By Catherine Wagley
By Channing Sargent
By L.A. Weekly critics
By Amanda Lewis
By Catherine Wagley
By Carol Cheh
By Keegan Hamilton
By Bill Raden
There are dreams described within August Strindberg's 1888 play, Miss Julie — such as the moneyed title character being stranded on a pillar, and the object of her scandalous lust, a footman named Jean, stuck on the ground while yearning to climb trees.
But the play itself embodies the kind of slice-of-life naturalism embraced by so many of our TV dramas. The eponymous Miss Julie is the bored daughter of an estate owner. One day, with little better to do, Julie toys around in the servants' quarters during one of their parties. There she meets Jean, who is engaged to be married to another servant. Miss Julie and Jean conceal their meeting, which violates the time's rigid class structure, by stealing away. Their rapport in hiding consists of various sadomasochistic power games, and in their clandestine quarters they have shame-fueled sex — after which Jean urges Miss Julie to kill herself for her own good. Gentleman that he is, he courteously provides a razor.
Nine scribes from the group Fell Swoop Playwrights (Meghan Brown, Samm Hill, J. Holtham, Abbe Levine, Michelle Meyers, Tira Palmquist, Emily Brauer Rogers, Brenda Varda and Kyle T. Wilson) cobbled together their impressions of Miss Julie — addressing in an entirely new play the questions of how the classic work struck them and how it resonates today. Their collaborative effort, The Miss Julie Dream Project, initially conceived by Wilson, was first presented in this summer's Hollywood Fringe festival and has since been revised and honed for a short run at Son of Semele. It plays through this weekend.
3352 E. Foothill Blvd.
Pasadena, CA 91107
3301 Beverly Blvd.
Los Angeles, CA 90004
Category: Community Venues
Region: Mid-Wilshire/ Hancock Park
The setting is a theater company's production of Miss Julie, in which the newly hired and nervous actress, Mina (Lynn Adrianna), finds herself barely understanding the role. Meanwhile a tyrannical director (Edward Alvarado, playing to cliché as the director, and also terrific in other roles in this production) is in a panic because the play is supposed to open within the hour and Mina can't be found — though she stands before him.
Furthermore, Mina can't recall her lines. The production opens with her calling for her first line. Nobody else from the company can hear her, because nobody else can see her. The stage manager has cellphone glued to ear trying to discover where she might be.
This comedic, cruel absurdity is theme-and-variation on Christopher Durang's 1970s one-act, The Actor's Nightmare. But here it comes with a twist: The real Miss Julie (Elan O'Connor) has blown in on a zephyr and salvages the play-within-the-play, at least to some extent.
Seeing that she is Miss Julie rather than merely an actress portraying her, the thespians grapple with the exigencies of turning fiction into reality, or at least into the plausible illusion of reality.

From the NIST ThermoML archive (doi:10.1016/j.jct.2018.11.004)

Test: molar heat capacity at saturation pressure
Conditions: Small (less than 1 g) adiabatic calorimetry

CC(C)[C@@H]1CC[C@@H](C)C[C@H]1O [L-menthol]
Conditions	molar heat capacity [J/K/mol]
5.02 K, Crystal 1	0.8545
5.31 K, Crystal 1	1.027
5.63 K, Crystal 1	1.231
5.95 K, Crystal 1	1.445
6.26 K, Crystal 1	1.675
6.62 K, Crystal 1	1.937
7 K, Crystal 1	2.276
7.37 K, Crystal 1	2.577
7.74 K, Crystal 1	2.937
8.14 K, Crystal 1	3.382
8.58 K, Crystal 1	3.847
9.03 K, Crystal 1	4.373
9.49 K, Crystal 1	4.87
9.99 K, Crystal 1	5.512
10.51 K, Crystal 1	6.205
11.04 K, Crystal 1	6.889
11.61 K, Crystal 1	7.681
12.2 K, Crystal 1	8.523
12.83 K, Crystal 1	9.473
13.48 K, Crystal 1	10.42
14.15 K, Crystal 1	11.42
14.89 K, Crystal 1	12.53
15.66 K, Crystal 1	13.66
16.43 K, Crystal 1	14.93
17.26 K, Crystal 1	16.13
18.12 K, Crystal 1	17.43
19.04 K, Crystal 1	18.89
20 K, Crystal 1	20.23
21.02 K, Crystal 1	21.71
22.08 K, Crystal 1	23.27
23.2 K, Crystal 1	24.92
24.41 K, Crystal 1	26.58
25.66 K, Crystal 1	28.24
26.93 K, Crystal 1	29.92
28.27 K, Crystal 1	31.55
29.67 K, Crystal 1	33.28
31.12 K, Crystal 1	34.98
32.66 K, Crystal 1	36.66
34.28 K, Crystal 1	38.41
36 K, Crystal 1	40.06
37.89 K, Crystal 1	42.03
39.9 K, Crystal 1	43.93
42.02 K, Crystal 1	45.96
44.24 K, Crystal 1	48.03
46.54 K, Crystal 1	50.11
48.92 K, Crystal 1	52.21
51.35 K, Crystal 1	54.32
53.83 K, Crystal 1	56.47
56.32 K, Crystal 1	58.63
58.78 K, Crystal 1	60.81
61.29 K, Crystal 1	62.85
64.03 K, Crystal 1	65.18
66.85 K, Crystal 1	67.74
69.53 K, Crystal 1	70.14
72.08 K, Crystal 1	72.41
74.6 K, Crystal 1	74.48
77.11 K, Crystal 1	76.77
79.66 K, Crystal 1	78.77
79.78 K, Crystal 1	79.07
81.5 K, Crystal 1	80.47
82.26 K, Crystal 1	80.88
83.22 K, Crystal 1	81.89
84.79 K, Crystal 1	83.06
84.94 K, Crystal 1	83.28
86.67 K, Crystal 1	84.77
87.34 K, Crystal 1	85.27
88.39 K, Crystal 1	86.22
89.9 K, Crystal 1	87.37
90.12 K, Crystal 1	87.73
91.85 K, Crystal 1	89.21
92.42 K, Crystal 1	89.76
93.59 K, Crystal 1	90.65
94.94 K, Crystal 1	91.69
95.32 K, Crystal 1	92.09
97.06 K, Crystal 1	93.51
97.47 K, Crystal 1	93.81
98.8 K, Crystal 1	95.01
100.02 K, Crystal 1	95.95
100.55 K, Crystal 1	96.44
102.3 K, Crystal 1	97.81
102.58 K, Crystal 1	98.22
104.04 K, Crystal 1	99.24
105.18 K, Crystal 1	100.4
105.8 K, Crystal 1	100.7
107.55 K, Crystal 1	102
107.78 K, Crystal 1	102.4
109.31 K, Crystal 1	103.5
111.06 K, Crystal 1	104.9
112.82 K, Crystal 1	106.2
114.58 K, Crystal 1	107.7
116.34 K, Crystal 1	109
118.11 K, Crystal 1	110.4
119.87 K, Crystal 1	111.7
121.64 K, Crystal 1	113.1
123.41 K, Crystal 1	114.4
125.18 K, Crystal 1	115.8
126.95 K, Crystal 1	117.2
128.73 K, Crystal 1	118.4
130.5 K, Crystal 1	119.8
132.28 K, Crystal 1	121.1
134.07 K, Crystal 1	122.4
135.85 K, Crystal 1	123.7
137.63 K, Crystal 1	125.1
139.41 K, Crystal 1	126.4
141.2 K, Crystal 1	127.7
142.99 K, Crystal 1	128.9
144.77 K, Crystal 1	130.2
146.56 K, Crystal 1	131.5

At the same time, actress Mina and real person Miss Julie battle out their own identity crisis so that questions of who is real and who is acting, and what is real and what is illusion, keep bumping up against each other and sparking.
Strindberg's work has been widely criticized by feminists, who find his plays misogynistic. Miss Julie in particular has taken a drubbing — after all, Julie and Jean are equally culpable for their misdeed. Jean is actually engaged to somebody else, and so his betrayal is certainly the larger. Yet he, Julie and the author agree that Miss Julie deserves to be killed for her transgression.
Like many realistic plays, Miss Julie derives from Greek-tragic structure in which actions are motivated by discernible psychological reasons, inexorably linked to social causes. Both Julie and Jean feel trapped in their respective classes and curious about the forbidden other, hence their attraction, their guilt, their lusting to be punished for their forbidden desires. The result is a comforting relationship between cause and effect — the lunacy of the world makes sense, because it derives from something we can explain.
The primary beauty of the Fell Swoop Playwrights' project lies in the way it transforms the play's dodgy sexual politics — and Strindberg's psychological explanations for his characters' destructive behavior — from the logic of cause and effect to the surreal.
In this Miss Julie-in-Wonderland, the reasons things happen aren't necessarily discernible. Actions are arbitrary and only make sense from a subconscious dream state, leaving a lingering, eerie effect. After all, it's not so much the absence of logic but the introduction of an alternative logic that rattles the cages of the determinedly rational.
The production's in-jokes about actor training, puns on lines from Waiting for Godot (among other plays), analysis of Strindberg's misogyny, and the very fact of the playwright's penchant for staging dreams (see: Dream Play), make this a jocular, nutty, thoughtful and sometimes insular event. On the night I attended, the jokes were landing fitfully, leading to an effect more beguiling than funny.
Still, the meditation of what Strindberg could possibly mean to us in the here and now — as well as the meditation on what actually constitutes the here and now — retained its charm.
Katie Chidester's direction was one big reason why. Among the production's other highlights is Fred Kinney's set, a stage with a door behind it but tilted forward at a slight angle, just to make clear that even the play's architectural geometry is off-kilter. Sprouting from the stage floor are single, flowering rose stems that would have made Salvador Dali proud.